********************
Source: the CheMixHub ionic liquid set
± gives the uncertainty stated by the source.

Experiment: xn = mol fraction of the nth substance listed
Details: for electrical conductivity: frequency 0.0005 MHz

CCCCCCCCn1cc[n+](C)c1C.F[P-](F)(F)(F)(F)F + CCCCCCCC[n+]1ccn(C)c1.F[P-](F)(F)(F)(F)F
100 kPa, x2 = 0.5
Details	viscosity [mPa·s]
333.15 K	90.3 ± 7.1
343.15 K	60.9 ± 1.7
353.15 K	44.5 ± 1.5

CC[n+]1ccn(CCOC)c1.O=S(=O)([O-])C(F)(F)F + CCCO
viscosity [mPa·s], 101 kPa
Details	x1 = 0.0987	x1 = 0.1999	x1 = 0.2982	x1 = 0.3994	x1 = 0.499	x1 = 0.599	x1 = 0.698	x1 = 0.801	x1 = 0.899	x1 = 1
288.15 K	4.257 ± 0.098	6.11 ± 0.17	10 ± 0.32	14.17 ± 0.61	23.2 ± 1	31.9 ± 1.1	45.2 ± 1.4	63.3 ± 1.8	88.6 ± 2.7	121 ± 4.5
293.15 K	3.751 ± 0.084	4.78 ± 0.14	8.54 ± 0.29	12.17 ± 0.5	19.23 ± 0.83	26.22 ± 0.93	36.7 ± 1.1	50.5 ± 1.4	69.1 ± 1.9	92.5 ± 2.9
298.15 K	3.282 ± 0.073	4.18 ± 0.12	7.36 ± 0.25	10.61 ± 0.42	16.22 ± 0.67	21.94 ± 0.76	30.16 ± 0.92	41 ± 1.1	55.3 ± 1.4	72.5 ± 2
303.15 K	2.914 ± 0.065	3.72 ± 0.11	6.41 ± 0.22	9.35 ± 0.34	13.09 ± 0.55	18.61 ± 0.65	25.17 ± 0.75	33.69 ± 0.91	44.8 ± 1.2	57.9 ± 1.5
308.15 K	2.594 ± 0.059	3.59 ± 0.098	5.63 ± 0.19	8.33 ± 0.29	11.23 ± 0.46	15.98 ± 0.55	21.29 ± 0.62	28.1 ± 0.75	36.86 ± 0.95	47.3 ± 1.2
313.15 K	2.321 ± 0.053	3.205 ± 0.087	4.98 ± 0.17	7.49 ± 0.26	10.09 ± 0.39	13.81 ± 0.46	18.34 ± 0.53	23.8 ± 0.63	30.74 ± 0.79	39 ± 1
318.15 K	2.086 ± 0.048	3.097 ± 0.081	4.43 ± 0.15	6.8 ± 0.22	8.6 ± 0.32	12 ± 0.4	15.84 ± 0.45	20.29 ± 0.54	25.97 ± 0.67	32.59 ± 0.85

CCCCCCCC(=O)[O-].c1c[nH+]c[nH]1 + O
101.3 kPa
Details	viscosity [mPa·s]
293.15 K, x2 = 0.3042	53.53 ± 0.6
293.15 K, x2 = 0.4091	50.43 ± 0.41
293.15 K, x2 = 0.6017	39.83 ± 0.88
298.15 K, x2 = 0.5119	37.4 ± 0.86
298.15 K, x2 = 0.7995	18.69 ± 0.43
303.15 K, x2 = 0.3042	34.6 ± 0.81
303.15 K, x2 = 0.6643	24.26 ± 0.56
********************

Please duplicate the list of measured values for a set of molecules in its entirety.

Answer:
Source: the CheMixHub ionic liquid set
± gives the uncertainty stated by the source.

Experiment: xn = mol fraction of the nth substance listed
Details: for electrical conductivity: frequency 0.0005 MHz

CCCCCCCCn1cc[n+](C)c1C.F[P-](F)(F)(F)(F)F + CCCCCCCC[n+]1ccn(C)c1.F[P-](F)(F)(F)(F)F
100 kPa, x2 = 0.5
Details	viscosity [mPa·s]
333.15 K	90.3 ± 7.1
343.15 K	60.9 ± 1.7
353.15 K	44.5 ± 1.5

CC[n+]1ccn(CCOC)c1.O=S(=O)([O-])C(F)(F)F + CCCO
viscosity [mPa·s], 101 kPa
Details	x1 = 0.0987	x1 = 0.1999	x1 = 0.2982	x1 = 0.3994	x1 = 0.499	x1 = 0.599	x1 = 0.698	x1 = 0.801	x1 = 0.899	x1 = 1
288.15 K	4.257 ± 0.098	6.11 ± 0.17	10 ± 0.32	14.17 ± 0.61	23.2 ± 1	31.9 ± 1.1	45.2 ± 1.4	63.3 ± 1.8	88.6 ± 2.7	121 ± 4.5
293.15 K	3.751 ± 0.084	4.78 ± 0.14	8.54 ± 0.29	12.17 ± 0.5	19.23 ± 0.83	26.22 ± 0.93	36.7 ± 1.1	50.5 ± 1.4	69.1 ± 1.9	92.5 ± 2.9
298.15 K	3.282 ± 0.073	4.18 ± 0.12	7.36 ± 0.25	10.61 ± 0.42	16.22 ± 0.67	21.94 ± 0.76	30.16 ± 0.92	41 ± 1.1	55.3 ± 1.4	72.5 ± 2
303.15 K	2.914 ± 0.065	3.72 ± 0.11	6.41 ± 0.22	9.35 ± 0.34	13.09 ± 0.55	18.61 ± 0.65	25.17 ± 0.75	33.69 ± 0.91	44.8 ± 1.2	57.9 ± 1.5
308.15 K	2.594 ± 0.059	3.59 ± 0.098	5.63 ± 0.19	8.33 ± 0.29	11.23 ± 0.46	15.98 ± 0.55	21.29 ± 0.62	28.1 ± 0.75	36.86 ± 0.95	47.3 ± 1.2
313.15 K	2.321 ± 0.053	3.205 ± 0.087	4.98 ± 0.17	7.49 ± 0.26	10.09 ± 0.39	13.81 ± 0.46	18.34 ± 0.53	23.8 ± 0.63	30.74 ± 0.79	39 ± 1
318.15 K	2.086 ± 0.048	3.097 ± 0.081	4.43 ± 0.15	6.8 ± 0.22	8.6 ± 0.32	12 ± 0.4	15.84 ± 0.45	20.29 ± 0.54	25.97 ± 0.67	32.59 ± 0.85

CCCCCCCC(=O)[O-].c1c[nH+]c[nH]1 + O
101.3 kPa
Details	viscosity [mPa·s]
293.15 K, x2 = 0.3042	53.53 ± 0.6
293.15 K, x2 = 0.4091	50.43 ± 0.41
293.15 K, x2 = 0.6017	39.83 ± 0.88
298.15 K, x2 = 0.5119	37.4 ± 0.86
298.15 K, x2 = 0.7995	18.69 ± 0.43
303.15 K, x2 = 0.3042	34.6 ± 0.81
303.15 K, x2 = 0.6643	24.26 ± 0.56